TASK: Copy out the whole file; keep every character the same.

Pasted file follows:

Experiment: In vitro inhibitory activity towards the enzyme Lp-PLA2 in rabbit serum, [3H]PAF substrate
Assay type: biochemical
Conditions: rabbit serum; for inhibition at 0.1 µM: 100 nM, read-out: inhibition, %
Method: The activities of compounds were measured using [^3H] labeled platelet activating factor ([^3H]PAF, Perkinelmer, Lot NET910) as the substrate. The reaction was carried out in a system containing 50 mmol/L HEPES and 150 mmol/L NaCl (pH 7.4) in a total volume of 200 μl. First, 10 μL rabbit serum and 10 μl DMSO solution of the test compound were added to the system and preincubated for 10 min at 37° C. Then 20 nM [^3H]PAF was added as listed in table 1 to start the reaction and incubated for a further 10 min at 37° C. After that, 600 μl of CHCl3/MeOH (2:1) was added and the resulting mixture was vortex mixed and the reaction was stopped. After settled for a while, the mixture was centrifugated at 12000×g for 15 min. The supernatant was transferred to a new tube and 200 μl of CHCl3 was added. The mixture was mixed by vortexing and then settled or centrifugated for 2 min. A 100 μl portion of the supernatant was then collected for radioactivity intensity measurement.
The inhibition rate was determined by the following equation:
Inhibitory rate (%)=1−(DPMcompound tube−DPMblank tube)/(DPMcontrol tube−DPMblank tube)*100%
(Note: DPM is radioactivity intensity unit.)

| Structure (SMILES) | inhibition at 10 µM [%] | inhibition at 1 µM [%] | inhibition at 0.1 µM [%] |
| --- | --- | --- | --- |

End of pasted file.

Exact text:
Experiment: In vitro inhibitory activity towards the enzyme Lp-PLA2 in rabbit serum, [3H]PAF substrate
Assay type: biochemical
Conditions: rabbit serum; for inhibition at 0.1 µM: 100 nM, read-out: inhibition, %
Method: The activities of compounds were measured using [^3H] labeled platelet activating factor ([^3H]PAF, Perkinelmer, Lot NET910) as the substrate. The reaction was carried out in a system containing 50 mmol/L HEPES and 150 mmol/L NaCl (pH 7.4) in a total volume of 200 μl. First, 10 μL rabbit serum and 10 μl DMSO solution of the test compound were added to the system and preincubated for 10 min at 37° C. Then 20 nM [^3H]PAF was added as listed in table 1 to start the reaction and incubated for a further 10 min at 37° C. After that, 600 μl of CHCl3/MeOH (2:1) was added and the resulting mixture was vortex mixed and the reaction was stopped. After settled for a while, the mixture was centrifugated at 12000×g for 15 min. The supernatant was transferred to a new tube and 200 μl of CHCl3 was added. The mixture was mixed by vortexing and then settled or centrifugated for 2 min. A 100 μl portion of the supernatant was then collected for radioactivity intensity measurement.
The inhibition rate was determined by the following equation:
Inhibitory rate (%)=1−(DPMcompound tube−DPMblank tube)/(DPMcontrol tube−DPMblank tube)*100%
(Note: DPM is radioactivity intensity unit.)

| Structure (SMILES) | inhibition at 10 µM [%] | inhibition at 1 µM [%] | inhibition at 0.1 µM [%] |
| --- | --- | --- | --- |